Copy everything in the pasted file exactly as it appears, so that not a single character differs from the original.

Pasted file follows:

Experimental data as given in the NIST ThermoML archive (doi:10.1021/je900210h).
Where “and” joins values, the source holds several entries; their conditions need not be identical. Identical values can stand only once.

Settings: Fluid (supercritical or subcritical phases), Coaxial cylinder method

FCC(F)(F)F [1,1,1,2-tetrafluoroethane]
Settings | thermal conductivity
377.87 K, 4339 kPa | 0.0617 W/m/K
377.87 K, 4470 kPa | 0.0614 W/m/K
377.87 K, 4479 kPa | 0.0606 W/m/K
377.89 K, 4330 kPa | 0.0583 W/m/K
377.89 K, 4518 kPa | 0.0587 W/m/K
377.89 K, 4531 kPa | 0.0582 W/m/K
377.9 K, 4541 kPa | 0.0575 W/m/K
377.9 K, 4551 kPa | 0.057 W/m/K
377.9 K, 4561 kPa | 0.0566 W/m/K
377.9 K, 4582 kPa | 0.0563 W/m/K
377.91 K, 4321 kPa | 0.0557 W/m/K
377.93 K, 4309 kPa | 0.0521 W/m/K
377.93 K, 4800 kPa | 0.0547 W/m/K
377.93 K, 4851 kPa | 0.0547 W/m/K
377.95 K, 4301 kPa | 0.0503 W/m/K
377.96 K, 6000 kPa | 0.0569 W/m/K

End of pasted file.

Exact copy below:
Experimental data as given in the NIST ThermoML archive (doi:10.1021/je900210h).
Where “and” joins values, the source holds several entries; their conditions need not be identical. Identical values can stand only once.

Settings: Fluid (supercritical or subcritical phases), Coaxial cylinder method

FCC(F)(F)F [1,1,1,2-tetrafluoroethane]
Settings | thermal conductivity
377.87 K, 4339 kPa | 0.0617 W/m/K
377.87 K, 4470 kPa | 0.0614 W/m/K
377.87 K, 4479 kPa | 0.0606 W/m/K
377.89 K, 4330 kPa | 0.0583 W/m/K
377.89 K, 4518 kPa | 0.0587 W/m/K
377.89 K, 4531 kPa | 0.0582 W/m/K
377.9 K, 4541 kPa | 0.0575 W/m/K
377.9 K, 4551 kPa | 0.057 W/m/K
377.9 K, 4561 kPa | 0.0566 W/m/K
377.9 K, 4582 kPa | 0.0563 W/m/K
377.91 K, 4321 kPa | 0.0557 W/m/K
377.93 K, 4309 kPa | 0.0521 W/m/K
377.93 K, 4800 kPa | 0.0547 W/m/K
377.93 K, 4851 kPa | 0.0547 W/m/K
377.95 K, 4301 kPa | 0.0503 W/m/K
377.96 K, 6000 kPa | 0.0569 W/m/K